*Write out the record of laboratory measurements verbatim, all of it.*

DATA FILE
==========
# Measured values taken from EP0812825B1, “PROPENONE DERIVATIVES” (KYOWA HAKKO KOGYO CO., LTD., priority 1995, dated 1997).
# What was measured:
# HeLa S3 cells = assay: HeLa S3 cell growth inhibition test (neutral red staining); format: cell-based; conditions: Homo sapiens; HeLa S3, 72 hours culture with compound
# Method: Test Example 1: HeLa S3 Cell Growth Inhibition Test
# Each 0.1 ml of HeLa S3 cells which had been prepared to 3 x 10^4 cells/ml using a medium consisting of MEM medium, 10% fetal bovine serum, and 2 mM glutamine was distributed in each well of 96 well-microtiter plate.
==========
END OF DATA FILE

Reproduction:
# Measured values taken from EP0812825B1, “PROPENONE DERIVATIVES” (KYOWA HAKKO KOGYO CO., LTD., priority 1995, dated 1997).
# What was measured:
# HeLa S3 cells = assay: HeLa S3 cell growth inhibition test (neutral red staining); format: cell-based; conditions: Homo sapiens; HeLa S3, 72 hours culture with compound
# Method: Test Example 1: HeLa S3 Cell Growth Inhibition Test
# Each 0.1 ml of HeLa S3 cells which had been prepared to 3 x 10^4 cells/ml using a medium consisting of MEM medium, 10% fetal bovine serum, and 2 mM glutamine was distributed in each well of 96 well-microtiter plate.